The terminal sends the GET_PROCESSING_OPTIONS command. The card answers what type of authentication it supports and whether verification of the cardholder exists there.
    The terminal sends the READ_RECORDS command. The card in response sends Track1 and Track2 almost the same as that recorded on the magnetic strip of the card.
    The terminal sends the COMPUTE_CRYPTOGRAPHIC_CHECKSUM command. Which means that the card should generate a CVC3 value based on the passed Unpredictable Number.

The card supports the special COMPUTE CRYPTOGRAPHIC CHECKSUM command, the argument of which is the data defined in the Unpredictable Number Data Object (UDOL). As a result, the card uses the 3DES algorithm and the secret key to calculate the dynamic value CVC3 (Card Verification Code). As an argument to the 3DES function, the concatenation of the UDOL data and the transaction counter (Application Transaction Counter, ATC) are used. Thus, the value of CVC3 always depends on the UN and ATC objects.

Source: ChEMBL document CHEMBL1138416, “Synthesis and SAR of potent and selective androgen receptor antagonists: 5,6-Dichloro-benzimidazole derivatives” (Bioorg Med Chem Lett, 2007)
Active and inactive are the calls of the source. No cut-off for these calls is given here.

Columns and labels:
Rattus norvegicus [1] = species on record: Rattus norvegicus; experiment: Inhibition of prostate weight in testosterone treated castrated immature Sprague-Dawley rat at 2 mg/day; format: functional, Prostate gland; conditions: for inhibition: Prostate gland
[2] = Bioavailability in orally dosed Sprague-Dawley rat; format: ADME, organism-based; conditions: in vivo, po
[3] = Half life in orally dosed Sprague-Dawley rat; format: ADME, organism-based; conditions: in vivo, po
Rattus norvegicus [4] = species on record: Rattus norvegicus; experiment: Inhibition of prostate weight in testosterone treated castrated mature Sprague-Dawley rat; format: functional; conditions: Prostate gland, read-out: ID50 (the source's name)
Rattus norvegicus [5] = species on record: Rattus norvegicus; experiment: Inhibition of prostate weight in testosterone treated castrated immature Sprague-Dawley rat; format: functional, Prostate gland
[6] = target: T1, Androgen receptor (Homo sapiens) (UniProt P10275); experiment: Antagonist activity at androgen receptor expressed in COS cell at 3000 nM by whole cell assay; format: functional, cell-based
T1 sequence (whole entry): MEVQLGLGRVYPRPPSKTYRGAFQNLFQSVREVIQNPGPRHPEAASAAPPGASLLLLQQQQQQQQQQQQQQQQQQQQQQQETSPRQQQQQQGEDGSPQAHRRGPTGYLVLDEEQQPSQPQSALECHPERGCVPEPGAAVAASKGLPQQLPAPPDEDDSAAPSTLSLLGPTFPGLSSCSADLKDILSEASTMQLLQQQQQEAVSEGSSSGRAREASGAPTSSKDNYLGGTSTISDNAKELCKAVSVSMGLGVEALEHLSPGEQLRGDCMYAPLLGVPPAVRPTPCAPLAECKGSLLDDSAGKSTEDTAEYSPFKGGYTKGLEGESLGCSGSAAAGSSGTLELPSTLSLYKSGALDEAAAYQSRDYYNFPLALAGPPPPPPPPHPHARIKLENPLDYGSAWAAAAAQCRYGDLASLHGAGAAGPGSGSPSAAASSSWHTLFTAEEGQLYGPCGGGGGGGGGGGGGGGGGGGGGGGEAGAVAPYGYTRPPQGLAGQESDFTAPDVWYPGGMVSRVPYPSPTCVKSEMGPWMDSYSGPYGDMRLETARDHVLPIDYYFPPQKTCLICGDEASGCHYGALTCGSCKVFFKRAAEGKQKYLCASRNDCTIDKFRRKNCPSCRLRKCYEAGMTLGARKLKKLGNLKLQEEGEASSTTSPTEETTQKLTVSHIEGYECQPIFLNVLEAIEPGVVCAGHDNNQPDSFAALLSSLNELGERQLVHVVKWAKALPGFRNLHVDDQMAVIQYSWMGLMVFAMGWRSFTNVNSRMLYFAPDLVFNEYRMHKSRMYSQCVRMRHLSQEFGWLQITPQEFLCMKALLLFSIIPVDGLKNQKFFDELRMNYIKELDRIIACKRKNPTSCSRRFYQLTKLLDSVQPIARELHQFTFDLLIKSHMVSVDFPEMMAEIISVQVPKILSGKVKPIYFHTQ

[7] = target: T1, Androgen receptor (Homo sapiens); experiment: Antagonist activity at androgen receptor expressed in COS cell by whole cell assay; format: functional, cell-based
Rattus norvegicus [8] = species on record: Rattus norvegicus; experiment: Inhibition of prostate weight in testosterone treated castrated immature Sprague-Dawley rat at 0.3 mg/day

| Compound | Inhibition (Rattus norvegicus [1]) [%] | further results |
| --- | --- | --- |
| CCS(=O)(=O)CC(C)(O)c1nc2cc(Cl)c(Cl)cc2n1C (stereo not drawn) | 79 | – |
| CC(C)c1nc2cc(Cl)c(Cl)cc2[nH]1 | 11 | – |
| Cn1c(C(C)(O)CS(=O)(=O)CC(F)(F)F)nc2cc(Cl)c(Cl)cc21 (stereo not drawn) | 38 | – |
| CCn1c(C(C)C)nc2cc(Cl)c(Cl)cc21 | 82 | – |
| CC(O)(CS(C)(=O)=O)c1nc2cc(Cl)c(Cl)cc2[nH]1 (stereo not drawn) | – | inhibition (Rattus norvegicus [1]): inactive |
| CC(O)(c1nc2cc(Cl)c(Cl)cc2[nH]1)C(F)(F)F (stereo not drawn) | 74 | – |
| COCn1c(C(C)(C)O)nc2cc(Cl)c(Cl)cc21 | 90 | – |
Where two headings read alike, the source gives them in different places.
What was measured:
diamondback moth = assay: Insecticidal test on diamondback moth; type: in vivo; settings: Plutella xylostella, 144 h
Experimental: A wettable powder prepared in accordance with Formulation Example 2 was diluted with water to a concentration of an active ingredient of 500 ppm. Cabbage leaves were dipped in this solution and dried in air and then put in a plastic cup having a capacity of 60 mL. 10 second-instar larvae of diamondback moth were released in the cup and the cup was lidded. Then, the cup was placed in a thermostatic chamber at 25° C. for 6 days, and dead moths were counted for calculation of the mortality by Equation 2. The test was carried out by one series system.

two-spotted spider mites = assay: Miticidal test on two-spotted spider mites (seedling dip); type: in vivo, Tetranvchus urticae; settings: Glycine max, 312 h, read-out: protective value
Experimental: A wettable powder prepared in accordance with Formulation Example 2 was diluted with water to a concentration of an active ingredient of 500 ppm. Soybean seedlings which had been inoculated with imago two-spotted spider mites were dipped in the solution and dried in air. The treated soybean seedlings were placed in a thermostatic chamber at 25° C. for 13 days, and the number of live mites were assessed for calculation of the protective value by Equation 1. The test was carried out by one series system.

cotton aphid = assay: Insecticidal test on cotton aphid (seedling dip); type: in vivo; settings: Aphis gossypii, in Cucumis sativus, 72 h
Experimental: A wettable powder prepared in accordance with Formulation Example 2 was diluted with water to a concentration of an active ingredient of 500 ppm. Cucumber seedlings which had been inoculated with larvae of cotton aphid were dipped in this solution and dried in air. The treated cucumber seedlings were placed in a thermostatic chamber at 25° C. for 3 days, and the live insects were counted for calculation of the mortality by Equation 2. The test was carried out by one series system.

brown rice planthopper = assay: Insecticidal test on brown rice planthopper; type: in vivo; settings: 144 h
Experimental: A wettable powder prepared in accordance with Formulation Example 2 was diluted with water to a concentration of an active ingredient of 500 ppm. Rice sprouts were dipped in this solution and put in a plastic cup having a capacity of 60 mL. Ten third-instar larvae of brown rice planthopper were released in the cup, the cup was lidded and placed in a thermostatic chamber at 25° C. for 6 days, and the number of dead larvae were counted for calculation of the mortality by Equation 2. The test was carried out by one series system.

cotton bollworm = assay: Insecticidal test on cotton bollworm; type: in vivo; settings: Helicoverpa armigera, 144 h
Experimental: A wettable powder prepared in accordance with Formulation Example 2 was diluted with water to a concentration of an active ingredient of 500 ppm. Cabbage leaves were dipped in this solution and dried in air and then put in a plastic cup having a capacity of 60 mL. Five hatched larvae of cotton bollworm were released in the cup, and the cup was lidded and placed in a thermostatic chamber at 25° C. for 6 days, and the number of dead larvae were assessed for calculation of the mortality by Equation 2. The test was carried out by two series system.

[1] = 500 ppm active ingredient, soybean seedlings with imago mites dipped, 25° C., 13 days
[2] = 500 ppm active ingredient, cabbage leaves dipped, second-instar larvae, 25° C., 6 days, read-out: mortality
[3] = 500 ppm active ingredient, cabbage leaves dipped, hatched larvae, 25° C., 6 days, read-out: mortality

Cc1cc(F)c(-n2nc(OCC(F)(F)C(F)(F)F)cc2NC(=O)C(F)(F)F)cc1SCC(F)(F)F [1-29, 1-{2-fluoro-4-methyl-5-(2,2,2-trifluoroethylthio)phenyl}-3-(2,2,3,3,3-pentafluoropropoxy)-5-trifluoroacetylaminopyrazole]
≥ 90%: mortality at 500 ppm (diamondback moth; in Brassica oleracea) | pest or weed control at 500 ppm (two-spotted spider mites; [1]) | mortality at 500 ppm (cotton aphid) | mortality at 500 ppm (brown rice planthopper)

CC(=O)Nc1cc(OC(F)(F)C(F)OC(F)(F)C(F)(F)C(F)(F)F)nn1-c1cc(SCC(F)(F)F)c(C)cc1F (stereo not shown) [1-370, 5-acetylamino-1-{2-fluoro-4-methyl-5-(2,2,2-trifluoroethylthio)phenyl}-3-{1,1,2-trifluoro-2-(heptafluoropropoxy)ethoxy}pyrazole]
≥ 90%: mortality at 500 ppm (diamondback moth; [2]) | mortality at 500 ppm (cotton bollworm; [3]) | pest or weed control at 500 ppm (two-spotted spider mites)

In other words, this command is needed so that the card generates a certain “signature” so that the issuer can verify the card. However, in this signature there is no signature of the transaction itself. The signature contains ATC values ​​- 2 bytes, CVC3 (Track1) – 2 bytes, CVC3 (Track2) – 2 bytes, which are generated by the card based on a secret key that the issuing bank and transaction counter (ATC) also know. At the same time, to generate the signature, the POS terminal informs the UN (Unpredictable Number) card – 4 bytes, which is also used in the generation of the signature. Unpredictable Number prevents the generation of authentication codes on a real card for subsequent use in fraudulent transactions. For the attack, the UN strongly interferes with us, since it is not possible to enumerate 4 bytes without going beyond the limits of the transaction counter. However, there are some weaknesses in the specification of this.